Mental Health Check

So much has been going on in the world since COVID-19 surfaced earlier this year. I don’t know about you, but lately I’ve noticed that my anxiety has increased. Also, I find myself feeling frustrated and overwhelmed. My best friend Dr. Tonisha Joanis, who is a licensed counseling psychologist, and I were having a conversation about mental health in and how to cope during these uncertain times. For this week’s encouraging word, I asked her if she could share some mental health coping tips and she graciously said yes (thanks friend).

As a psychologist in private practice, Dr. Joanis has noticed an increased number of mental health referrals during this pandemic. For some people, being quarantined for the past several months has had a significant negative impact on their emotional well-being. Increased social isolation, uncertainty about the future, lack of control over life, work related changes, and physical health challenges, seem to be common problems individuals struggle with at this time. Additionally, there are notable increased reports of symptoms indicative of an anxiety and/or depressive disorder. During any crisis, such as the present pandemic, it is critical that one remains mindful of their mental health symptoms, is intentional about seeking professional help as warranted, and is also incorporating self-care techniques into their lifestyle.  

Below are some suggested activities that you can do to take care of your mental health in times of distress:


Psalm 18:33 reads, “He makes me as surefooted as a deer, enabling me to stand on mountain heights.”  (Bible Gateway New Living Translation, 2105).  Having a solid religious and/or spiritual foundation during moments of distress, can serve to re-store mental balance, hope, faith, and renewed strength to move forward. Prayer, study of scripture, and listening to religious music are some ways to help reach a state of being emotionally grounded in times of distress.

Food and Exercise

Clean eating and exercise can have positive benefits on your mental health. According to an article by the American Heart Association (2018), research suggests that certain foods have a positive impact on emotional well-being. Furthermore, research confirms that with exercise, your body produces natural endorphins that, simply put, make you feel good! (Cafasso, 2017)

Social Supports

If you find you’re feeling lonely and disconnected, consider reaching out to close friends and/or family members. If you are unable to see them in person, try alternative technologies such as zoom, face-time, or even a simple phone call. Carefully think about the type of friend or family member you choose to connect with. Maybe you need to speak with someone who is known to make you laugh. Or, maybe you need to talk with a person who is a great listener, and allows you vent without judgment. Just remember to choose a trusted individual who is genuinely caring and encouraging.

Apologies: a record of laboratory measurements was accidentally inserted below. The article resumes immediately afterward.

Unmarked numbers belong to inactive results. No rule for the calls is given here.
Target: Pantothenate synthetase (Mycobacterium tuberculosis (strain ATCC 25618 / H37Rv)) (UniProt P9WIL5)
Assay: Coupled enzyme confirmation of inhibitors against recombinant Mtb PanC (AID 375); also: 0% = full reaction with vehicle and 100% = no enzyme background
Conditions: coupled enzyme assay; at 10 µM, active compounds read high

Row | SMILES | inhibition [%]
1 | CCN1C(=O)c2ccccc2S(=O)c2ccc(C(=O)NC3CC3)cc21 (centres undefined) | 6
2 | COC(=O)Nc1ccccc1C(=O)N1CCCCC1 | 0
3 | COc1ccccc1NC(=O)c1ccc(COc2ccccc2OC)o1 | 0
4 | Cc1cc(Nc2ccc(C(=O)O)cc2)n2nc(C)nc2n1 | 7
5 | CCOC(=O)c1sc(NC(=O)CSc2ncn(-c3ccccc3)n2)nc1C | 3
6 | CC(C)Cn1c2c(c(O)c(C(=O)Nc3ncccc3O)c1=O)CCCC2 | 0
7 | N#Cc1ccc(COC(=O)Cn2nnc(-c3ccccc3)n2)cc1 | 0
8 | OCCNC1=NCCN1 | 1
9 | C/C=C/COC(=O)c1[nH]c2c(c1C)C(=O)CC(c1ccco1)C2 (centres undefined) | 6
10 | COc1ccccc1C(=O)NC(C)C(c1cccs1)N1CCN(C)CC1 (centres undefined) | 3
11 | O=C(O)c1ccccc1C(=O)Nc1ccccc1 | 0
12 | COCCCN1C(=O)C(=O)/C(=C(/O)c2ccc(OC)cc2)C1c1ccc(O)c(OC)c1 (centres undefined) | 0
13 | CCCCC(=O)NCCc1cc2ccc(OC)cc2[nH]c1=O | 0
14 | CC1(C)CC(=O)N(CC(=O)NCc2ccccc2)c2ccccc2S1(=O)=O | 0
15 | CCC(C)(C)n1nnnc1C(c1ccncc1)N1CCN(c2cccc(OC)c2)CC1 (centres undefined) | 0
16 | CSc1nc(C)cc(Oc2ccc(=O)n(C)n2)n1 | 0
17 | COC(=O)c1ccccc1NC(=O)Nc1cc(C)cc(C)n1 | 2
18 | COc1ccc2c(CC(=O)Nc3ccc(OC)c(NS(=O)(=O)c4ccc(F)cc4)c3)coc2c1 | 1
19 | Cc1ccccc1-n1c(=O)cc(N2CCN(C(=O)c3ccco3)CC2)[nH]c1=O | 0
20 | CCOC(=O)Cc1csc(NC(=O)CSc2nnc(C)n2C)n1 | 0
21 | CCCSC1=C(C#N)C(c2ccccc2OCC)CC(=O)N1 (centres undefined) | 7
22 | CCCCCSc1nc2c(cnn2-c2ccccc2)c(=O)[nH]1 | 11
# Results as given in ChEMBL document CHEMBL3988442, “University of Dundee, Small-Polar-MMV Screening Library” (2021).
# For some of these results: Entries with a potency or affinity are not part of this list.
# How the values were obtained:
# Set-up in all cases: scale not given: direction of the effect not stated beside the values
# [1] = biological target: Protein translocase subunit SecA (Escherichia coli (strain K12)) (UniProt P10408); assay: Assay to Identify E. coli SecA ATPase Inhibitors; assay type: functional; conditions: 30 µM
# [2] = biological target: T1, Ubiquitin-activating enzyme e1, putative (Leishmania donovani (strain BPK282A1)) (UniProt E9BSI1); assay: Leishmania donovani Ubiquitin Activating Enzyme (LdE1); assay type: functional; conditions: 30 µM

Set realistic short and/or long-term goals to accomplish during this pandemic.  Perhaps you have always wanted to learn how to play the piano, read more books, or return to creating paintings. Use this time to try out new hobbies, or re-engage with old ones. Increasing pleasurable activities into your lifestyle may help distract you from distress and boost your mood.

Mindfulness Activities

Research has shown that use of mindfulness techniques can help alleviate distress. (Cresswell and Khoury, 2019) There are numerous online resources and apps to guide you through these methods. (Schiola, 2015). A personal favorite is the diaphragmatic breathing technique. Ultimately this approach results in bodily equilibrium and promotes a state of relaxation. (Johnson, 2020)

It is important to be intentional about engaging in self-care activities designed to give you a temporary sense of relief that will allow you to cope through the days. 

Dr. Tonisha Joanis is accepting new clients for her private practice Restored Hope Psychological Services, LLC. You may contact her at (973) 913-5131. You must reside in New York or New Jersey to receive counseling services.

If you want a list of references cited in this newsletter, then please contact me.

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